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  • Amanda Thalji-Raitano

Tolerating Uncertainty


Today it is so easy for us to take steps to minimize the unknown. We can look at photographs of food from a restaurant we want to dine at before we visit. Use technology to try out different paint colors in a room before committing to a hue. Research acquaintances we meet on the internet before we get to “know” them. Not knowing what is going to happen next or being unsure of other people’s thoughts can elicit worry. Dealing with uncertainty is an unavoidable part of the human experience. The extent to which an individual can tolerate uncertainty can impact our mental health. Individuals with high intolerance to uncertainty are more likely to have an anxiety disorder over time. Some people take extensive measures to minimize perceived risks associated with uncertainty. They may engage in:

  • Excessive checking

  • Excessively rereading an email before sending it

  • Reaching out to loved ones to ensure they are safe even without information that their safety has been threatened

  • Reassurance seeking

  • Checking in with friends regularly to ensure they aren’t “mad” at you

  • Seeking feedback from others on decisions you make, even decisions that are relatively minor

  • Avoidance

  • Avoiding situations where the outcomes are too uncertain such as attending a party or interviewing for a new job

  • Avoiding making decisions in case there is a possibility that you’ll make a wrong one

You may see this list and think, why are these behaviors a problem? The problem is that in the short term these behaviors are effective at quelling our anxiety as they provide us with an illusion of control and a sense of relief. However, in the long-term by relying on these behaviors we become entrenched in a cycle that intensifies our anxiety over time. As time passes, we have an increased need for more reassurance and may experience lower confidence in our own abilities. This may ultimately result in us avoiding committing to decisions and can result in a diminished quality of life. When we engage in any of these maladaptive coping strategies, we essentially reinforce the belief that we are unable to tolerate the discomfort associated with uncertainty.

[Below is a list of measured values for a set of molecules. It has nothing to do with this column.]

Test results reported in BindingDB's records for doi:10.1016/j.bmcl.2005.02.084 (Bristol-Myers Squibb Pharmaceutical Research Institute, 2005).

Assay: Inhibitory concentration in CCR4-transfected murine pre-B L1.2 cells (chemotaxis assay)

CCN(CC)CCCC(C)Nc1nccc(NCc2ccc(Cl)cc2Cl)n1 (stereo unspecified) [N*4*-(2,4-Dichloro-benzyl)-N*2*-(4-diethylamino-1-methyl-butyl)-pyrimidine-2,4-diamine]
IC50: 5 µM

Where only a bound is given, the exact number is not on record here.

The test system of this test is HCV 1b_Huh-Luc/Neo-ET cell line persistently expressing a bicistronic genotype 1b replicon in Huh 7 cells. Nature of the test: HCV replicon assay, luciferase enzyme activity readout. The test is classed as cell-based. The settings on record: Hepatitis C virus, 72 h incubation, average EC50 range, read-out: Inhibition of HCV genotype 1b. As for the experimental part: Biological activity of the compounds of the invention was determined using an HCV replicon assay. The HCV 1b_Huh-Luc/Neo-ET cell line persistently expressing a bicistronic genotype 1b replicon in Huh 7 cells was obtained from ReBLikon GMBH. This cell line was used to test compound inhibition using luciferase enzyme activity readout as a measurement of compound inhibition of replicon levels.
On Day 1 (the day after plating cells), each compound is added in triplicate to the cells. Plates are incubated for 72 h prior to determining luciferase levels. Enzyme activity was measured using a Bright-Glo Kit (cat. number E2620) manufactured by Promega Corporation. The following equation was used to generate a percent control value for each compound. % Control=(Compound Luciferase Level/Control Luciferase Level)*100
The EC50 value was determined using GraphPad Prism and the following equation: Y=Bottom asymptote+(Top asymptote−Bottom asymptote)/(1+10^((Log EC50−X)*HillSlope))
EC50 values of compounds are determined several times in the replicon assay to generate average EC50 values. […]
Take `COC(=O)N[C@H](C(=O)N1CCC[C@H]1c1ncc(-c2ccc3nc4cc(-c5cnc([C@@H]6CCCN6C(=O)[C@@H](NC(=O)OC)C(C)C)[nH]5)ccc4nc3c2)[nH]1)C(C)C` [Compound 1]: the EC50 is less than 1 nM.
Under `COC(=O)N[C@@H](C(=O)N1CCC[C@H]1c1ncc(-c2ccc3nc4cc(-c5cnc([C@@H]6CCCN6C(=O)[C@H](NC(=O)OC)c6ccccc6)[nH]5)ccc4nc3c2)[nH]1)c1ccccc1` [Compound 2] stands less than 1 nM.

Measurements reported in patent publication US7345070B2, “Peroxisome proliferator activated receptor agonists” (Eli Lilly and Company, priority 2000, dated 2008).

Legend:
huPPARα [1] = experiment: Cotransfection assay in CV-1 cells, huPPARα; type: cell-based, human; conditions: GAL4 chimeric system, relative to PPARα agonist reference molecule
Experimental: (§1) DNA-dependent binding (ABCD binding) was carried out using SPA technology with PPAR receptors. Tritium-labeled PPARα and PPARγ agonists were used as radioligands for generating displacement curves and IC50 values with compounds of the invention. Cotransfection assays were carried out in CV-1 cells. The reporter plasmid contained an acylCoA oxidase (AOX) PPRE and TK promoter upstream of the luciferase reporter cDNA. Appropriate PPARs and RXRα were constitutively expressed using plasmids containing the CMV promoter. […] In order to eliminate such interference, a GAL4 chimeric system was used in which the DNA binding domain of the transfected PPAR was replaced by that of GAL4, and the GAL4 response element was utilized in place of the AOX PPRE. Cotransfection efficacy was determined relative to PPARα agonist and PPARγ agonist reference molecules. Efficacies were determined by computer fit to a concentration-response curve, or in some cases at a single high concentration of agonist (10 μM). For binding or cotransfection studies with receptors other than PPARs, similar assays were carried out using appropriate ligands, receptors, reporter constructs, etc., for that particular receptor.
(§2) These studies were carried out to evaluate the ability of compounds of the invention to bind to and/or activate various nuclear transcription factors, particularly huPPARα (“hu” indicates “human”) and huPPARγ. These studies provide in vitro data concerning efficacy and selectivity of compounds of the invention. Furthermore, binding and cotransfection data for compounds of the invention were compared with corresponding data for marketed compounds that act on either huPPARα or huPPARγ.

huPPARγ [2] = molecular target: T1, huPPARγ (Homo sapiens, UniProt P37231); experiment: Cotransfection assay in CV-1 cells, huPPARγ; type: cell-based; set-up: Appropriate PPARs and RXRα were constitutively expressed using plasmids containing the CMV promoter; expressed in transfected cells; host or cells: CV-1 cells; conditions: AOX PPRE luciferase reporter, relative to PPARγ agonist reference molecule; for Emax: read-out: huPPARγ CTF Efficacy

The good news is that we can build our tolerance to uncertainty by leaning into it. Try these strategies to increase your tolerance to uncertainty:

  1. Resist living in the future and accept where you are right now. Practice attentional control or mindfulness to attend to the present.

  2. Check in with yourself. What emotions are you feeling? What thoughts are popping up? If you are feeling anxious and find that you are thinking of the worst possible outcome in a situation. Pause and do the following:

  3. Ask yourself, do I have evidence to support this belief?

  4. If this worst-case scenario did present itself, would I be able to manage it?Sometimes we catastrophize and this type of questioning can help us recognize that truly terrible outcomes are unlikely and that we have the skills and resources to manage disappointments.

  5. Reflect and notice. Make a list of behaviors that you engage in to reduce your discomfort. Be as specific as possible. Then make a game plan to slowly reduce or postpone those behaviors. If you normally recheck an email several times before hitting send, see if you can reduce your proofing to only twice. If you normally text friends after a dinner out to seek reassurance that they had fun, resist this urge, and postpone your communication till later the next day.

  6. Do you typically avoid tasks and situations to manage anxiety? Instead try approaching to reduce your distress. Make a plan for big decisions or tasks by breaking them down into smaller more manageable activities that are time-bound. Reframe thoughts to reflect on previous successes as evidence you will succeed or make the right choice. Make a list of resources you possess in order to accomplish goals. Then write down the anticipated benefits of finally tackling this fear.

  7. Remind yourself that although you may not be able to control the future, you are always in control of how you choose to respond to situations.

If you or your child struggles with managing worry counseling can help. Contact Dr. Amanda today to learn more about counseling services.

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